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Fredric "Fritz" Attermeier

1946 - 2016 Obituary Condolences Gallery
Fredric "Fritz" Attermeier Obituary
Fredric "Fritz" Attermeier
Fredric J. "Fritz" Attermeier thought that every obituary should be a history lesson and was especially attentive to the obituaries in the New York Times for that reason. In fact, one of his final conversations 2 days before his unexpected death was about the recent passing of David Stoliar, the sole survivor of the Soviet torpedo sinking of the steamer ship "Strum" in the Black Sea, considered to be the worst civilian maritime disaster of WWII. This is the story of Fritz's all too short life. Fritz was born on March 27, 1946 in Cudahy, Wisconsin to Olga Uldrian and Fredric J Attermeier, Sr., both of whom preceded him in death, as did his brother, John. Fritz died on January 26, 2016, after a short illness.
Fritz's accomplishments were many. He received a B.A. in economics from Rice University; an M.S. in accounting from the University of Houston; a J.D. from South Texas College of Law; and an LL.M. in taxation from DePaul University College of Law in Chicago. He was board certified in taxation law and was a certified public accountant. No case was beyond Fritz's area of expertise, from small claims and traffic court to the supreme court. He was the lead attorney for Texaco Inc. in a U.S. Supreme Court windfall profit tax case. He was passionate about music and established an endowed scholarship in his mother's name at the Shepherd School of Music at Rice University. He was an avid supporter of many young musicians and a special advisor to the Apollo Chamber Players, having recently commissioned a piece for their 20X2020 multi-year commissioning project. He inspired friends to name pets after him and even considered this a great honor. Fritz was not content to learn something every day - he was driven to learn something of use every minute of every day. Fritz was a grammar maven/mentor, tax advisor, legal advisor and friend to all. There are many great Fritz stories, but this description by Dr. Richard Murray of the University of Houston captures Fritz's disposition as an enduring student of life the best:
"I met Fritz Attermeier in the fall of 2015 when he enrolled as an auditing student in my Introduction to American and Texas Government course. Fritz stood out because he was the oldest student among the 255 enrolled in this class which is a requirement to graduate from a public university in Texas. Since he already had degrees in accounting and law, he was taking the class because he wanted to stay current on public issues. Fritz also stood out because he always sat in the center of the front row due to hearing issues, and frequently asked good questions as the semester progressed.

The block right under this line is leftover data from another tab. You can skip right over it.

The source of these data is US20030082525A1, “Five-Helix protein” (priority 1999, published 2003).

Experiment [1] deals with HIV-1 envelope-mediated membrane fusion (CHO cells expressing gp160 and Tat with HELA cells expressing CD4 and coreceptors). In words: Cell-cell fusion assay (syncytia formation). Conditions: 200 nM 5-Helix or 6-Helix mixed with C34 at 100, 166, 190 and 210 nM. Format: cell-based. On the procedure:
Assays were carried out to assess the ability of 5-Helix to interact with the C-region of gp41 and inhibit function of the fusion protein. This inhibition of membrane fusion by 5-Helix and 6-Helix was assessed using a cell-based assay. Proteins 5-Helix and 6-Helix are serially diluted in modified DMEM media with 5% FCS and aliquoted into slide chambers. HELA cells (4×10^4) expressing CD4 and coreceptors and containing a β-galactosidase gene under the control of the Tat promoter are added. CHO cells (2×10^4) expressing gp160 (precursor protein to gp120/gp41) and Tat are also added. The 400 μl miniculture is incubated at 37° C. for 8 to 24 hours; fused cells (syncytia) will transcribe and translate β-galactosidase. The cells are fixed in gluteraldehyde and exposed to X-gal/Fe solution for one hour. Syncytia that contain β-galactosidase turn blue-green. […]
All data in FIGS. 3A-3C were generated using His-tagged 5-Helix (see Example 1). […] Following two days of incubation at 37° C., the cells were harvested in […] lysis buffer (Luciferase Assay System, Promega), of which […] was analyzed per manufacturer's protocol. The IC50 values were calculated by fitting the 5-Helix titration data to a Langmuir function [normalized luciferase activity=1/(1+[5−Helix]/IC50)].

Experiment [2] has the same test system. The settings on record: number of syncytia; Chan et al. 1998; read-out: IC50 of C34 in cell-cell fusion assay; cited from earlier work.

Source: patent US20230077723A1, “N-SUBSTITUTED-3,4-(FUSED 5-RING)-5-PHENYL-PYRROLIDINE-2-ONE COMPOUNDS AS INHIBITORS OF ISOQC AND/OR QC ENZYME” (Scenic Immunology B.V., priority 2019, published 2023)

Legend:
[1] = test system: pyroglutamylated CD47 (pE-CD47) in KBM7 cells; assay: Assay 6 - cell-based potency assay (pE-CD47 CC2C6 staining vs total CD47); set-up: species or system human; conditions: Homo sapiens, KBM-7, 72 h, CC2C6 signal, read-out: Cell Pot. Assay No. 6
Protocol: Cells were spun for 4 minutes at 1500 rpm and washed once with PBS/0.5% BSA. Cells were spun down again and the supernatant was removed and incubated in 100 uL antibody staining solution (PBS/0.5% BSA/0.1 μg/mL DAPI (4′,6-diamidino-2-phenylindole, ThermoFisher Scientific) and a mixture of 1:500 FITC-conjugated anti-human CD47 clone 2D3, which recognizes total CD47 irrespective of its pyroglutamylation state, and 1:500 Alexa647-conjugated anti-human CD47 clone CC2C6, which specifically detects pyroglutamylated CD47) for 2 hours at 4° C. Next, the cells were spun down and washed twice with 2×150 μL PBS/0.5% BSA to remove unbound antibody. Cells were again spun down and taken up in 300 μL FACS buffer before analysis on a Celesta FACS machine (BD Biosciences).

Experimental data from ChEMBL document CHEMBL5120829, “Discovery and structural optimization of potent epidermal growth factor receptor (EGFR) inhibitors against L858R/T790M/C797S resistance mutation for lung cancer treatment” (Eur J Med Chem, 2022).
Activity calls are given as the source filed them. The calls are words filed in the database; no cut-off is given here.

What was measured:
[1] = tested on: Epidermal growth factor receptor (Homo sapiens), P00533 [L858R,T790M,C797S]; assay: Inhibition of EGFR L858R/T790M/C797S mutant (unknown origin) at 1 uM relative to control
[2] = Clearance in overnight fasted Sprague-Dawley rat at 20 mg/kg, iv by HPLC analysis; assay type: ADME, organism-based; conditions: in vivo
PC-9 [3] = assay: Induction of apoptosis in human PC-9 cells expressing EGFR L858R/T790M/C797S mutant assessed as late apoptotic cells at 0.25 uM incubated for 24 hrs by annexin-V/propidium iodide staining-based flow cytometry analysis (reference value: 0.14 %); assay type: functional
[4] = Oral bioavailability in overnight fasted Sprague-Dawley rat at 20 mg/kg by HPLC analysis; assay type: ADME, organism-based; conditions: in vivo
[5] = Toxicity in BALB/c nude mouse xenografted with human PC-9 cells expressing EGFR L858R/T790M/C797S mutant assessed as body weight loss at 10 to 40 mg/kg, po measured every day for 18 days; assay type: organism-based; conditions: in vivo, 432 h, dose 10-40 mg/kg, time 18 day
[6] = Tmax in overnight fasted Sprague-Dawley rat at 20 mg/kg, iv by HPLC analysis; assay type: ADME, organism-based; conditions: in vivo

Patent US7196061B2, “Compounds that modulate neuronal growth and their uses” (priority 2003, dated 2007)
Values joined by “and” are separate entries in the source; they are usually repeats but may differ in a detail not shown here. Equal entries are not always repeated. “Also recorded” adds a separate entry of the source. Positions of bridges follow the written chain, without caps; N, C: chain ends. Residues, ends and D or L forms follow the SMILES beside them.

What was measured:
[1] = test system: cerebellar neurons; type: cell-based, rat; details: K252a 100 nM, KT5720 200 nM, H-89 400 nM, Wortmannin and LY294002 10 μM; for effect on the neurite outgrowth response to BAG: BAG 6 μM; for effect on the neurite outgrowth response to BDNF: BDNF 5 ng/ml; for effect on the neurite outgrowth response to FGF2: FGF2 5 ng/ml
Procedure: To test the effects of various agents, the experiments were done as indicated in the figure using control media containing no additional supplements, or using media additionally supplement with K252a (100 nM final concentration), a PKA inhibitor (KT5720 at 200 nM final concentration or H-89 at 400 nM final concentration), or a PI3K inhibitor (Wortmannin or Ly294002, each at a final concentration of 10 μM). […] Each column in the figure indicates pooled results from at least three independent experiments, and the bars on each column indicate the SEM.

One of the requirements for the class was to write a minimum 3000 word autobiographic essay on one's social and political socialization. Fritz turned in a much longer essay - well written and very informative - about his interesting life of seventy years. The essay reflected a man of great intelligence, broad interests, compassion for the human condition, religious faith, and humility. He wrote of tragedies, successes, endurance, and forgiveness. It was a sort of "life report" - in the form the New York Times columnist David Brooks requested of his readers over 70 a couple of years ago. In summing up the responses he received, Brooks wrote "The most exciting essays were written by the energetic, restless people, who took their lives off in new directions, midcourse." That described Fritz Attermeier to a tee.
At the end of the semester, Fritz had the highest score, by a wide margin, on both the exams and autobiographic paper. Because he was such an outstanding student and excellent class participant, I asked Fritz to enroll in my current class on the 2016 presidential election and was delighted when he did so and introduced himself to the small class on January 19th. I very much looked forward to his involvement over the coming weeks as we discussed unfolding events as the major political parties select their presidential nominees. Sadly, that will not come to pass, and the class will be the lesser for it."
Fritz had little use for physical gifts, but he did value friendship above all else.
He is survived by his long time companion, Lynne Rutzky, and a multitude of friends who are proud to have been considered his extended family. A memorial service for Fredric J. Attermeier will be held at the Rice Chapel at 4:00 PM February 27, 2016. For further information, please see the Memorial Oaks website.
Memorial Oaks
Funeral Home
13001 Katy Freeway
Houston, Texas 77079
Published in Houston Chronicle on Feb. 21, 2016
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